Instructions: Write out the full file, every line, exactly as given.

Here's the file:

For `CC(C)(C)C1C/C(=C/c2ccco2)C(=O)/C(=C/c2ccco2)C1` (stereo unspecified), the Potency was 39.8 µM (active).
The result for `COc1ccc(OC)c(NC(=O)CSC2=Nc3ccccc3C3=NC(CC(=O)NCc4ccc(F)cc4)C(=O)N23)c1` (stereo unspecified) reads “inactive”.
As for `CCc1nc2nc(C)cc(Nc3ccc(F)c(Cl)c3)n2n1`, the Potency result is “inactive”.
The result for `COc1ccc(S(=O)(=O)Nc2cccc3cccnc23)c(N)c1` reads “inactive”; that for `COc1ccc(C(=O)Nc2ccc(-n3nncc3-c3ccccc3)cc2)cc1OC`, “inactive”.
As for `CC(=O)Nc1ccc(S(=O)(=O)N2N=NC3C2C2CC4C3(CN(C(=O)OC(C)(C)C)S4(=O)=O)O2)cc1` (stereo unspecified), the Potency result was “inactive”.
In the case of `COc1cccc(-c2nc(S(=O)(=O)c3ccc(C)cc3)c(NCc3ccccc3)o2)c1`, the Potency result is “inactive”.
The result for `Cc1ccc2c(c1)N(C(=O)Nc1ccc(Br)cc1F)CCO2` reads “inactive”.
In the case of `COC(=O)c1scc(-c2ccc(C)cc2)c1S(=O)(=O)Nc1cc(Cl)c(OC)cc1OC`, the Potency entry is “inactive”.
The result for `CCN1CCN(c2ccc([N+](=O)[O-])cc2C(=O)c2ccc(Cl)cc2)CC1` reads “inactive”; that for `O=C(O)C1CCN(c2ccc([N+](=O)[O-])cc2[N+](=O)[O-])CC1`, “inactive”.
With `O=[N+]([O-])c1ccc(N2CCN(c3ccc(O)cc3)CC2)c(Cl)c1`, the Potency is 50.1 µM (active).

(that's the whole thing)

For `CC(C)(C)C1C/C(=C/c2ccco2)C(=O)/C(=C/c2ccco2)C1` (stereo unspecified), the Potency was 39.8 µM (active).
The result for `COc1ccc(OC)c(NC(=O)CSC2=Nc3ccccc3C3=NC(CC(=O)NCc4ccc(F)cc4)C(=O)N23)c1` (stereo unspecified) reads “inactive”.
As for `CCc1nc2nc(C)cc(Nc3ccc(F)c(Cl)c3)n2n1`, the Potency result is “inactive”.
The result for `COc1ccc(S(=O)(=O)Nc2cccc3cccnc23)c(N)c1` reads “inactive”; that for `COc1ccc(C(=O)Nc2ccc(-n3nncc3-c3ccccc3)cc2)cc1OC`, “inactive”.
As for `CC(=O)Nc1ccc(S(=O)(=O)N2N=NC3C2C2CC4C3(CN(C(=O)OC(C)(C)C)S4(=O)=O)O2)cc1` (stereo unspecified), the Potency result was “inactive”.
In the case of `COc1cccc(-c2nc(S(=O)(=O)c3ccc(C)cc3)c(NCc3ccccc3)o2)c1`, the Potency result is “inactive”.
The result for `Cc1ccc2c(c1)N(C(=O)Nc1ccc(Br)cc1F)CCO2` reads “inactive”.
In the case of `COC(=O)c1scc(-c2ccc(C)cc2)c1S(=O)(=O)Nc1cc(Cl)c(OC)cc1OC`, the Potency entry is “inactive”.
The result for `CCN1CCN(c2ccc([N+](=O)[O-])cc2C(=O)c2ccc(Cl)cc2)CC1` reads “inactive”; that for `O=C(O)C1CCN(c2ccc([N+](=O)[O-])cc2[N+](=O)[O-])CC1`, “inactive”.
With `O=[N+]([O-])c1ccc(N2CCN(c3ccc(O)cc3)CC2)c(Cl)c1`, the Potency is 50.1 µM (active).